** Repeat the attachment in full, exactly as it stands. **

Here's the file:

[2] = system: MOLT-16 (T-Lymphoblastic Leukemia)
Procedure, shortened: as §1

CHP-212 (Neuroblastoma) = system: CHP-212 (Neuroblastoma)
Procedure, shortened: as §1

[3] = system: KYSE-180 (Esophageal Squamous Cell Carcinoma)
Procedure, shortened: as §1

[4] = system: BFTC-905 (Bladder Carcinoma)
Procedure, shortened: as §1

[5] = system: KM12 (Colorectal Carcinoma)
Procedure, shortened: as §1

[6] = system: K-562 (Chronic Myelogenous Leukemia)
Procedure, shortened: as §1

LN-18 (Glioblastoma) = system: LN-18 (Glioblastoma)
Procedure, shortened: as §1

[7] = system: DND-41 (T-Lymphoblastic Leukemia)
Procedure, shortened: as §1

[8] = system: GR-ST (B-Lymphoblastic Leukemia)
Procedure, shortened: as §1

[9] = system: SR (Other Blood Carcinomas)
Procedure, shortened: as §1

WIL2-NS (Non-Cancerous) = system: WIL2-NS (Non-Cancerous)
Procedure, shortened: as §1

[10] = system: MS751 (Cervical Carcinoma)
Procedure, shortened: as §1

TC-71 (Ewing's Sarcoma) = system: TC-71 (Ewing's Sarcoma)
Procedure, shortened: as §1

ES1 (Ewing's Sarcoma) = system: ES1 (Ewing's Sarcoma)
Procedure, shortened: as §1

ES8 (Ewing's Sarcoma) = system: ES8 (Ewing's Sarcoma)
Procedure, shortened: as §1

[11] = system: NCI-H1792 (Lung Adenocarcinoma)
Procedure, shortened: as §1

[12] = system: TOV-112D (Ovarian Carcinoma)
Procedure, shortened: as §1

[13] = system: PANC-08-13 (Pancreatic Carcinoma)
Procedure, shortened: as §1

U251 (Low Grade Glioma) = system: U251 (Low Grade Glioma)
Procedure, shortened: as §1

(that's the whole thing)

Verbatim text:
[2] = system: MOLT-16 (T-Lymphoblastic Leukemia)
Procedure, shortened: as §1

CHP-212 (Neuroblastoma) = system: CHP-212 (Neuroblastoma)
Procedure, shortened: as §1

[3] = system: KYSE-180 (Esophageal Squamous Cell Carcinoma)
Procedure, shortened: as §1

[4] = system: BFTC-905 (Bladder Carcinoma)
Procedure, shortened: as §1

[5] = system: KM12 (Colorectal Carcinoma)
Procedure, shortened: as §1

[6] = system: K-562 (Chronic Myelogenous Leukemia)
Procedure, shortened: as §1

LN-18 (Glioblastoma) = system: LN-18 (Glioblastoma)
Procedure, shortened: as §1

[7] = system: DND-41 (T-Lymphoblastic Leukemia)
Procedure, shortened: as §1

[8] = system: GR-ST (B-Lymphoblastic Leukemia)
Procedure, shortened: as §1

[9] = system: SR (Other Blood Carcinomas)
Procedure, shortened: as §1

WIL2-NS (Non-Cancerous) = system: WIL2-NS (Non-Cancerous)
Procedure, shortened: as §1

[10] = system: MS751 (Cervical Carcinoma)
Procedure, shortened: as §1

TC-71 (Ewing's Sarcoma) = system: TC-71 (Ewing's Sarcoma)
Procedure, shortened: as §1

ES1 (Ewing's Sarcoma) = system: ES1 (Ewing's Sarcoma)
Procedure, shortened: as §1

ES8 (Ewing's Sarcoma) = system: ES8 (Ewing's Sarcoma)
Procedure, shortened: as §1

[11] = system: NCI-H1792 (Lung Adenocarcinoma)
Procedure, shortened: as §1

[12] = system: TOV-112D (Ovarian Carcinoma)
Procedure, shortened: as §1

[13] = system: PANC-08-13 (Pancreatic Carcinoma)
Procedure, shortened: as §1

U251 (Low Grade Glioma) = system: U251 (Low Grade Glioma)
Procedure, shortened: as §1